Complex Between Rabbit Muscle alpha-Actin: Human Gelsolin Residues Val26-Glu156
[GELS_HUMAN] Defects in GSN are the cause of amyloidosis type 5 (AMYL5) [MIM:105120]; also known as familial amyloidosis Finnish type. AMYL5 is a hereditary generalized amyloidosis due to gelsolin amyloid deposition. It is typically characterized by cranial neuropathy and lattice corneal dystrophy. Most patients have modest involvement of internal organs, but severe systemic disease can develop in some individuals causing peripheral polyneuropathy, amyloid cardiomyopathy, and nephrotic syndrome leading to renal failure.   
[GELS_HUMAN] Calcium-regulated, actin-modulating protein that binds to the plus (or barbed) ends of actin monomers or filaments, preventing monomer exchange (end-blocking or capping). It can promote the assembly of monomers into filaments (nucleation) as well as sever filaments already formed. Plays a role in ciliogenesis. [ACTS_RABIT] Actins are highly conserved proteins that are involved in various types of cell motility and are ubiquitously expressed in all eukaryotic cells.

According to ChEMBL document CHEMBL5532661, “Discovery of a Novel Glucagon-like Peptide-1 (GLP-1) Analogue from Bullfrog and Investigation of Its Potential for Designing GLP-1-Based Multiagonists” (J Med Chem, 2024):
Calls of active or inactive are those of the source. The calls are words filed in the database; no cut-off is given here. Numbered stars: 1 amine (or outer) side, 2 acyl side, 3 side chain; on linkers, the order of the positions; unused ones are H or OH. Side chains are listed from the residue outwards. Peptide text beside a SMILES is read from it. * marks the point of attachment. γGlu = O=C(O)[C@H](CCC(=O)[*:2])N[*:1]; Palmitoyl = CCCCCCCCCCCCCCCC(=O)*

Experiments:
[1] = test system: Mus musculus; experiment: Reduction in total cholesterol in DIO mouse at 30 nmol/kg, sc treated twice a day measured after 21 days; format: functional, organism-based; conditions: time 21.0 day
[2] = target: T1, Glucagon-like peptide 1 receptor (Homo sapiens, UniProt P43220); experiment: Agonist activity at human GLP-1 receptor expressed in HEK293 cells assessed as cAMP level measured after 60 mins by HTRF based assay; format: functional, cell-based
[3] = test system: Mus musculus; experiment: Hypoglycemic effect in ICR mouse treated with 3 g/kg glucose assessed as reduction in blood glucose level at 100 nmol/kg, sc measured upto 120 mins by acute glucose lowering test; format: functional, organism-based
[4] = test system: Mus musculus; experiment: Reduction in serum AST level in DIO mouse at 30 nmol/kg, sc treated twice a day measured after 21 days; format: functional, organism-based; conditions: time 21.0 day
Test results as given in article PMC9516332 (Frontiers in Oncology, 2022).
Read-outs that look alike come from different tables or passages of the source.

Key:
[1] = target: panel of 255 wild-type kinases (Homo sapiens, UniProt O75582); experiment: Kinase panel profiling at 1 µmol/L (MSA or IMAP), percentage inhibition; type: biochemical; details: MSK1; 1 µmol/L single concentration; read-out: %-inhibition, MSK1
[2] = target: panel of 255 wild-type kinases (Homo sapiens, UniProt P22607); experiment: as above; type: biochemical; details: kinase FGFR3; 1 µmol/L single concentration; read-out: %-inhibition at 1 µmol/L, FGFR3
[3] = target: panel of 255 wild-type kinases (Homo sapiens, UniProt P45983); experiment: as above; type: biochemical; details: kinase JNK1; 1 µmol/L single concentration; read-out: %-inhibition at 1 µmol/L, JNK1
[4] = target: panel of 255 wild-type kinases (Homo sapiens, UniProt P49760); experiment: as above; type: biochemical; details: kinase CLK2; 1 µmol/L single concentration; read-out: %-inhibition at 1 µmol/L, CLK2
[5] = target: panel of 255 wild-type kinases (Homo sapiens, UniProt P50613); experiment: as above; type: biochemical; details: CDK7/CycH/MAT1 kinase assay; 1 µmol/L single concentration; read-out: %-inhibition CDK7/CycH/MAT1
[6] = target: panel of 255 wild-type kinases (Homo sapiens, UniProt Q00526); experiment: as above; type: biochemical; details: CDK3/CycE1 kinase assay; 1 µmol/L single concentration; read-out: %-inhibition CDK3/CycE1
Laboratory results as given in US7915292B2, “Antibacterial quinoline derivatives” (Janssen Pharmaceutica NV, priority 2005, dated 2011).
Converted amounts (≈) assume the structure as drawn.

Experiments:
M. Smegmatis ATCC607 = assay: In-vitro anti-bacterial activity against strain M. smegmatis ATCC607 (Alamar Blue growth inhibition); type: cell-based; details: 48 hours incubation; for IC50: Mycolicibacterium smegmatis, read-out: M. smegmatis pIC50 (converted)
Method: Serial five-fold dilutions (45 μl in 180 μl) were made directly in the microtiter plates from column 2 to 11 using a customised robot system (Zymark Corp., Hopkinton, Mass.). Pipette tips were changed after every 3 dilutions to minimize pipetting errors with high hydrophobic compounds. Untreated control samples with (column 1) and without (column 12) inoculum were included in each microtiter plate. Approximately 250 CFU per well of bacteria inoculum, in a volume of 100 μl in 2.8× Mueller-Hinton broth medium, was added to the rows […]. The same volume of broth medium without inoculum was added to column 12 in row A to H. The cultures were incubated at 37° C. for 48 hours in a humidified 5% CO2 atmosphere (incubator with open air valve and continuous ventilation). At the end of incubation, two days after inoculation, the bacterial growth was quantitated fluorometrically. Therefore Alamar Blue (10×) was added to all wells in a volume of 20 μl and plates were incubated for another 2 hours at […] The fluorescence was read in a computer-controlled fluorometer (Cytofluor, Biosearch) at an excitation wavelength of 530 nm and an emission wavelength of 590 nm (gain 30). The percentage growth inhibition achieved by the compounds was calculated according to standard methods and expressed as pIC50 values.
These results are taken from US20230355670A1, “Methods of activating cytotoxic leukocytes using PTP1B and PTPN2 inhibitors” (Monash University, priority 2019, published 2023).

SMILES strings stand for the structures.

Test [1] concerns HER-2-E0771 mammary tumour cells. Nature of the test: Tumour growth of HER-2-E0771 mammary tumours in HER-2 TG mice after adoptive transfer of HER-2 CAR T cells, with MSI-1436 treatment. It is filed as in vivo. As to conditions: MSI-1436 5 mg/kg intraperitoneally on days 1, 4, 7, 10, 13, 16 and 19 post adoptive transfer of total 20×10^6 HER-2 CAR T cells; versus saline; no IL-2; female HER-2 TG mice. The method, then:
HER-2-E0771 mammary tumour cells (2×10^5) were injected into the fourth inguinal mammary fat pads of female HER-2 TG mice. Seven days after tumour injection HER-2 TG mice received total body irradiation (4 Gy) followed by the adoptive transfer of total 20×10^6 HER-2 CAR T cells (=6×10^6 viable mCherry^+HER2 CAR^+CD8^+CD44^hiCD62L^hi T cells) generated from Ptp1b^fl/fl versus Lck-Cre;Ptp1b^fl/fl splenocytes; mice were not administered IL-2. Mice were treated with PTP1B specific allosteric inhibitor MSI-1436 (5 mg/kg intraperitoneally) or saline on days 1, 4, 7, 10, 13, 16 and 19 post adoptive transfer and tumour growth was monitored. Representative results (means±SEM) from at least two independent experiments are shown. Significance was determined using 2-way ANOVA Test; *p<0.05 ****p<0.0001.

Publication Abstract from PubMed
We present the 2.6 A resolution crystal structure of a complex formed between G-actin and gelsolin fragment Met25-Gln160 (G1+). The structure differs from those of other gelsolin domain 1 (G1) complexes in that an additional six amino acid residues from the crucial linker region into gelsolin domain 2 (G2) are visible and are attached securely to the surface of actin. The linker segment extends away from G1 up the face of actin in a direction that infers G2 will bind along the same long-pitch helical strand as the actin bound to G1. This is consistent with a mechanism whereby G2 attaches gelsolin to the side of a filament and then directs G1 toward a position where it would disrupt actin-actin contacts. Alignment of the sequence of the structurally important residues within the G1-G2 linker with those of WH2 (WASp homology domain 2) domain protein family members (e.g. WASp (Wiscott-Aldridge syndrome protein) and thymosin beta4) suggests that the opposing activities of filament assembly and disassembly may exploit a common patch on the surface of actin.
From the first to the second domain of gelsolin: a common path on the surface of actin?,Irobi E, Burtnick LD, Urosev D, Narayan K, Robinson RC FEBS Lett. 2003 Sep 25;552(2-3):86-90. PMID:14527665
From MEDLINE®/PubMed®, a database of the U.S. National Library of Medicine.